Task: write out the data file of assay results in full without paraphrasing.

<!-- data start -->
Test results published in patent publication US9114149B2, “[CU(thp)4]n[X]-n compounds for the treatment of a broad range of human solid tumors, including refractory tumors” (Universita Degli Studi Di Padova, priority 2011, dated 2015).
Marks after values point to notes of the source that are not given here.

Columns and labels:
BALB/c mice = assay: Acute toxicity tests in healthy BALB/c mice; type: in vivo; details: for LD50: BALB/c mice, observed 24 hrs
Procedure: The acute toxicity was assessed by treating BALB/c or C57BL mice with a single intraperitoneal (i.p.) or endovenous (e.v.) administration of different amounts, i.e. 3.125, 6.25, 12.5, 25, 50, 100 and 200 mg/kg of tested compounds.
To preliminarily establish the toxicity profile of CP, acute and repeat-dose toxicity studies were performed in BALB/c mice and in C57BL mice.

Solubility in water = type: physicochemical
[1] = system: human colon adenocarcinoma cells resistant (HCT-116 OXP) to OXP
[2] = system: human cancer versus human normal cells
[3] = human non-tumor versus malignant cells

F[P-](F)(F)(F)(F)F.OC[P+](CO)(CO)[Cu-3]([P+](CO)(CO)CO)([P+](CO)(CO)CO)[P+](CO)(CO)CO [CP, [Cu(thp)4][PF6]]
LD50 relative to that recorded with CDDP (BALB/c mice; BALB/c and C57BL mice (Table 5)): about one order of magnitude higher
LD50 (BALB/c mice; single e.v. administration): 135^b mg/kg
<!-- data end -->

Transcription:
Test results published in patent publication US9114149B2, “[CU(thp)4]n[X]-n compounds for the treatment of a broad range of human solid tumors, including refractory tumors” (Universita Degli Studi Di Padova, priority 2011, dated 2015).
Marks after values point to notes of the source that are not given here.

Columns and labels:
BALB/c mice = assay: Acute toxicity tests in healthy BALB/c mice; type: in vivo; details: for LD50: BALB/c mice, observed 24 hrs
Procedure: The acute toxicity was assessed by treating BALB/c or C57BL mice with a single intraperitoneal (i.p.) or endovenous (e.v.) administration of different amounts, i.e. 3.125, 6.25, 12.5, 25, 50, 100 and 200 mg/kg of tested compounds.
To preliminarily establish the toxicity profile of CP, acute and repeat-dose toxicity studies were performed in BALB/c mice and in C57BL mice.

Solubility in water = type: physicochemical
[1] = system: human colon adenocarcinoma cells resistant (HCT-116 OXP) to OXP
[2] = system: human cancer versus human normal cells
[3] = human non-tumor versus malignant cells

F[P-](F)(F)(F)(F)F.OC[P+](CO)(CO)[Cu-3]([P+](CO)(CO)CO)([P+](CO)(CO)CO)[P+](CO)(CO)CO [CP, [Cu(thp)4][PF6]]
LD50 relative to that recorded with CDDP (BALB/c mice; BALB/c and C57BL mice (Table 5)): about one order of magnitude higher
LD50 (BALB/c mice; single e.v. administration): 135^b mg/kg